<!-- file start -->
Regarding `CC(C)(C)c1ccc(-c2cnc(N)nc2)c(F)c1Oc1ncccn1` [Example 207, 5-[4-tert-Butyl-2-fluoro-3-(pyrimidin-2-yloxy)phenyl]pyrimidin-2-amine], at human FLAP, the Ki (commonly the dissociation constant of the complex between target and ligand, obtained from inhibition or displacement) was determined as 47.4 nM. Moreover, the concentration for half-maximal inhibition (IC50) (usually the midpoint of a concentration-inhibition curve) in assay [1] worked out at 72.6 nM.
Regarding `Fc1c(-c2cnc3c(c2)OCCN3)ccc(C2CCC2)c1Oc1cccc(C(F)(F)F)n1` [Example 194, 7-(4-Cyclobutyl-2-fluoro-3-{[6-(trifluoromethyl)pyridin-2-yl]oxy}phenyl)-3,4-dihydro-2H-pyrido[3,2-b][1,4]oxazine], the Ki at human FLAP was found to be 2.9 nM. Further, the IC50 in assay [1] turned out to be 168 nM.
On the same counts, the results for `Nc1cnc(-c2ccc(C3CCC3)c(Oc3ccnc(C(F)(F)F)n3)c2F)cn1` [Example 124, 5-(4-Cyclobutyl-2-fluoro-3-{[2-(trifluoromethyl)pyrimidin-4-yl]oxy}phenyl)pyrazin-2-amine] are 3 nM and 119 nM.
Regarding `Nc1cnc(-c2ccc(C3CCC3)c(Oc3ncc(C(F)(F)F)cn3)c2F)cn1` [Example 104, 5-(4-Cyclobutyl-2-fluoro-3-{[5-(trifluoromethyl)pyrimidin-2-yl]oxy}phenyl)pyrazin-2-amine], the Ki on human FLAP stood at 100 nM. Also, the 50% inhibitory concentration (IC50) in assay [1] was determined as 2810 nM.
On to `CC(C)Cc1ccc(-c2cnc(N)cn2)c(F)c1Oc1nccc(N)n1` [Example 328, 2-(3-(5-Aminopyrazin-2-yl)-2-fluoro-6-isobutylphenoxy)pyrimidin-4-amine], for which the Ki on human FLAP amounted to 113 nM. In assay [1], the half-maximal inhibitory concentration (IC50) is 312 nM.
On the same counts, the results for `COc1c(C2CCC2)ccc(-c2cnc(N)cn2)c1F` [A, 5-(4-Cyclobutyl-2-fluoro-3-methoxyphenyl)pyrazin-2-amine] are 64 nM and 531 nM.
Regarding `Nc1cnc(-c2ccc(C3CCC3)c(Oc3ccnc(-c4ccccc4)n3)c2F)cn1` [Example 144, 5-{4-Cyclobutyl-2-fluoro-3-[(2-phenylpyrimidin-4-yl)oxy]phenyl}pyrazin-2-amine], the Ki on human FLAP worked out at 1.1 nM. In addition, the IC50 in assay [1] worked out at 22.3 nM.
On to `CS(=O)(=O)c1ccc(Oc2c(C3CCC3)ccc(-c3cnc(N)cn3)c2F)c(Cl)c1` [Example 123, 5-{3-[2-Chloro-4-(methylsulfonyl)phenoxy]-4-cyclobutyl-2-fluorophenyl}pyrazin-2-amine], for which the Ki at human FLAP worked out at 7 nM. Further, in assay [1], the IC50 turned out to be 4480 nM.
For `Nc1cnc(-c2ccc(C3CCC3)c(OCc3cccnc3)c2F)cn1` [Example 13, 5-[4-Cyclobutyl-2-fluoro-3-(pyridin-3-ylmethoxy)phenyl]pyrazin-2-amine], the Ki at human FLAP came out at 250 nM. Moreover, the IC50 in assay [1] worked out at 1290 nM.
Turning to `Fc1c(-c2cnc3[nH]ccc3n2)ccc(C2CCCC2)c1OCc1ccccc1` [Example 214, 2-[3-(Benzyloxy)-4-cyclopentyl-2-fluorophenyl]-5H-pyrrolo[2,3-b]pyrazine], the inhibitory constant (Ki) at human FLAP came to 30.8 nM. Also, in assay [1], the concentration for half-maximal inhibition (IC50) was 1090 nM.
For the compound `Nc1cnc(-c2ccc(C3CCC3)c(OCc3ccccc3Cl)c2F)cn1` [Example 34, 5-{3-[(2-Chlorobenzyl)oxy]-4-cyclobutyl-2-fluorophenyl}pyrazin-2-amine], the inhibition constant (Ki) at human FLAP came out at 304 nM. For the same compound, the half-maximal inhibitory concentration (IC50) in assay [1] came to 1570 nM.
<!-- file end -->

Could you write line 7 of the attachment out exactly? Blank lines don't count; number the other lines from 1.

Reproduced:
Regarding `Nc1cnc(-c2ccc(C3CCC3)c(Oc3ccnc(-c4ccccc4)n3)c2F)cn1` [Example 144, 5-{4-Cyclobutyl-2-fluoro-3-[(2-phenylpyrimidin-4-yl)oxy]phenyl}pyrazin-2-amine], the Ki on human FLAP worked out at 1.1 nM. In addition, the IC50 in assay [1] worked out at 22.3 nM.